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Sarah Nicole Landry 'had to grieve' who she was before kids: 'Feeling like myself again'

"The first time I came to peace with my stretch marks, I was eight years postpartum," the influencer said.

Sarah Landry, The Birds Papaya, poses in a pink dress and pink gloves. (Photo via Getty Images)
Sarah Nicole Landry, known as "The Birds Papaya," is celebrating her three year postpartum journey. (Photo via Getty Images)

Sarah Nicole Landry is getting real about postpartum life, three years after welcoming her youngest child.

On Wednesday, the Canadian influencer popularly known as The Birds Papaya, shared a candid new Instagram Reel about her postpartum journey. The mom-of-four, who gained popularity for her body positivity advocacy, shared her personal evolution and the emotional process of reconnecting with herself.

"I am officially three years postpartum and I'm starting to feel like myself again and I want to talk about it," Landry began her video.

According to Landry, "feeling like ourselves" prompts people to think of returning to a version of themselves that was "familiar." However, the Guelph, Ont. native revealed her journey hasn't felt like a return to a former self, it's been a process of letting that person go.

"What I have found is that I had to grieve who I was before. I really had to grieve," she admitted. "Grief is a processing tool. My friend once said this quote to me: 'Grief is love with nowhere to go.'

"I stand here with my apron belly that really never went away, with stretch marks all the way up my body, a chest that is now a little bit more wrinkly and I'm feeling like myself again."

In her caption, Landry reiterated the gradual nature of postpartum recovery. She highlighted the diversity of postpartum experiences, noting "the first time I came to peace with my stretch marks, I was eight years postpartum."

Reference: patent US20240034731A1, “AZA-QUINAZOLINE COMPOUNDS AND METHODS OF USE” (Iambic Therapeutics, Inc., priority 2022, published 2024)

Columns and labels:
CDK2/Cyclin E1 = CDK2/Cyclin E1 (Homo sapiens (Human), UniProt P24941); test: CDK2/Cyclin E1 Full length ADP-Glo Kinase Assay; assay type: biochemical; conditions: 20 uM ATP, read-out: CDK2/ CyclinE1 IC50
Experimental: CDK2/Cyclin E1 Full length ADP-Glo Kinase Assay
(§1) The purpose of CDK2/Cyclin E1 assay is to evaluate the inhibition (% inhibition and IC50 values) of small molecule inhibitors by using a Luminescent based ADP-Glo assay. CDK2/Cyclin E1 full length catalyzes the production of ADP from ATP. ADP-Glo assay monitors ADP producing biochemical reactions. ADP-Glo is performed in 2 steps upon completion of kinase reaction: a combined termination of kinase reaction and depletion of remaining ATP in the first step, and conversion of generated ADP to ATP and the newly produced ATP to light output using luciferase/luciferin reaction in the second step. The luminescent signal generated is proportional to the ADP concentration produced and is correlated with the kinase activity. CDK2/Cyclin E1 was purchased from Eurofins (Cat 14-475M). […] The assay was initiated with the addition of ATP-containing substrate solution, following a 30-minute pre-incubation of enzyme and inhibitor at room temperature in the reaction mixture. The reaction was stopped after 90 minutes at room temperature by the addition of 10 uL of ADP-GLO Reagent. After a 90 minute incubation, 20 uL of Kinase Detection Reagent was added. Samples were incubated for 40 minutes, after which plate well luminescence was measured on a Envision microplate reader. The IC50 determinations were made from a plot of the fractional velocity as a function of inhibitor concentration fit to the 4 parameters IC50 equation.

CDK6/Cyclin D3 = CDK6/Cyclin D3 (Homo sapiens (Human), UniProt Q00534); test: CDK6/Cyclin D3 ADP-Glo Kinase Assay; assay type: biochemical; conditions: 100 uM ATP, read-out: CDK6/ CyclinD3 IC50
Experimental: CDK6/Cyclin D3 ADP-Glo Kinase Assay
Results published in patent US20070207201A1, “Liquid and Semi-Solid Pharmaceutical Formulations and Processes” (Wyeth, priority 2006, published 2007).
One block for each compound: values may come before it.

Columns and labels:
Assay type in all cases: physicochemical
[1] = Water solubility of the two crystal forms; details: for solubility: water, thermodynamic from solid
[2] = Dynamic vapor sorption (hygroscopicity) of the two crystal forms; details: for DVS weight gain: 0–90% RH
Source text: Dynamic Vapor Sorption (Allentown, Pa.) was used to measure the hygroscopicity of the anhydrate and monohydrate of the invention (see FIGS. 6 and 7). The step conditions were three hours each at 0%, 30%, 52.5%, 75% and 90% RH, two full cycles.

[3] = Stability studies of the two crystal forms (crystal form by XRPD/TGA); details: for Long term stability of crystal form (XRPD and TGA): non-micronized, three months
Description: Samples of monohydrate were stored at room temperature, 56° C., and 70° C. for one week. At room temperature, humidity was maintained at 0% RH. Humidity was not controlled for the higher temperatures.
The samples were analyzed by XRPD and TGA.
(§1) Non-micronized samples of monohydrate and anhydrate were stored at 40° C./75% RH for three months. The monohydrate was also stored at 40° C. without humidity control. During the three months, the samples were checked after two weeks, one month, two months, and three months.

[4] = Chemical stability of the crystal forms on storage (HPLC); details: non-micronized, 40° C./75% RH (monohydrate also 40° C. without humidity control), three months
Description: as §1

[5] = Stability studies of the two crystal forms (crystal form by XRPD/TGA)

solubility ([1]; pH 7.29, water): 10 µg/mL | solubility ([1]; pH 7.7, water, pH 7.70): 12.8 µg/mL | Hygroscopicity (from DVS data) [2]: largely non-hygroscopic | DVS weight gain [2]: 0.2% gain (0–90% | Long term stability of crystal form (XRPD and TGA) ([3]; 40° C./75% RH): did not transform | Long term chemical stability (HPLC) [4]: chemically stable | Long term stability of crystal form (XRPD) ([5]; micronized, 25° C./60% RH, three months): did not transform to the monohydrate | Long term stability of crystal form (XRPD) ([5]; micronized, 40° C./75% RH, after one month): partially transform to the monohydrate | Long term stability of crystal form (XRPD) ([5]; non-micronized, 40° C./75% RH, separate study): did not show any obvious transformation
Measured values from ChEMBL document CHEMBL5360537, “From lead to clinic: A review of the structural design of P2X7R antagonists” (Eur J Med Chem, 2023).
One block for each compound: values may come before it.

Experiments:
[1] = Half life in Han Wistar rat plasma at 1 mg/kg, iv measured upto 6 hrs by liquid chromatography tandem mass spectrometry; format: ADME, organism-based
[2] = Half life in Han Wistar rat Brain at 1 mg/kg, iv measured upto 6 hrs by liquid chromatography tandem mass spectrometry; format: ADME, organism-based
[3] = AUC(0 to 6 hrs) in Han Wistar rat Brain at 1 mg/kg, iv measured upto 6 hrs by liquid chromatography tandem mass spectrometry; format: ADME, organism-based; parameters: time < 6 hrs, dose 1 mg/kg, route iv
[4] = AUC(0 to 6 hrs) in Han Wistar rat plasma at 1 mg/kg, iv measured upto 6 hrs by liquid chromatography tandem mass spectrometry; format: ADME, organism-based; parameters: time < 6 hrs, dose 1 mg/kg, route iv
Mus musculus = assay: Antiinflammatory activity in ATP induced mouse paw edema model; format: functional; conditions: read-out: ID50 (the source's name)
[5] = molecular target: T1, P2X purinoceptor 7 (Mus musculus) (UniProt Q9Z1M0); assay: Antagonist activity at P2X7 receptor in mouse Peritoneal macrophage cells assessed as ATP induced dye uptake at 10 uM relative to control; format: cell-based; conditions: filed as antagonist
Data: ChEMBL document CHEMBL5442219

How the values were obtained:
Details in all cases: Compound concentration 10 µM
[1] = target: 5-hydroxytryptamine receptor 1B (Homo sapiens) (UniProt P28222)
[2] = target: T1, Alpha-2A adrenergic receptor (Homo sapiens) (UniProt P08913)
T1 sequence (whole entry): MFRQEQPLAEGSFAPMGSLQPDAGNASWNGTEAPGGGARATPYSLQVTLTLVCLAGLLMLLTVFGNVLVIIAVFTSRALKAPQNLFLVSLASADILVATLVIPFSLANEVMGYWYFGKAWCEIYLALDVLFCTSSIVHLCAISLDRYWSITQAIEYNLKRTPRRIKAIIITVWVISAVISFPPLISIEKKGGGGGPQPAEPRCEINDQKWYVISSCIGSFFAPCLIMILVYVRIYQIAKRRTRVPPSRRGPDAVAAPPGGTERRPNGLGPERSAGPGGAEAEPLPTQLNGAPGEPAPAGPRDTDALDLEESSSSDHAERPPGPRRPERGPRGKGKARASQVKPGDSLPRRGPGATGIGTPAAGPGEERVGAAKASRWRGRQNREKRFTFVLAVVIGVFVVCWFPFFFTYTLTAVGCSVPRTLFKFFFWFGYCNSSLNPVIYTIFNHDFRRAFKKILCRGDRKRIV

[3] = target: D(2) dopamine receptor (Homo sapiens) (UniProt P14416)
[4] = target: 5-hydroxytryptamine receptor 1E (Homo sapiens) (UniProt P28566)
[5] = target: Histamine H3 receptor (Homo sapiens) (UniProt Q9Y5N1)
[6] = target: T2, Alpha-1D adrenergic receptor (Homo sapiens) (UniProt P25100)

Landry is hopeful that in "another three years time," she can say, "'I'm feeling like myself again.'"

"Not because I got lost along the way (although I may), but because I continue to be in an ebbing and flowing body, continuing to face discomfort, meet and re-familiarize myself to every new and upcoming version of me," she concluded.

Landry's followers thanked her for her candid admission and shared their own stories of evolving postpartum.

"I'm three years postpartum from my twins and I just thought that to myself the other day 'I'm starting to feel like a human with interests etc. again,'" one mom said.

"I'm a big believer that postpartum is forever," another wrote. "And I don’'t say that in a hopeless way — it's a reality."

"Wow, I feel this so deeply," someone else said. "I also had to grieve the old version of me and though it took me two years, this new version of truly feeling like 'myself' again was so worth the wait. Thank you for sharing this."

"If someone had just told me this before I had my child, I wouldn't have suffered nearly as much. Wish there was more emphasis on this during birthing classes. We need postpartum classes in the same way we have birthing classes," another mother added.

In September, Landry shared another candid Instagram post about the lack of grace extended to new mothers and the pressure to bounce back to their pre-baby bodies.

"Postpartum compassion lasts for like two weeks and then it feels like expectation city," she wrote before assuring her fans that bodies can look like hers briefly, for an entire decade after giving birth or without ever having a child at all.

"Your body carrying your own life is just as valid as carrying another's," she stated.

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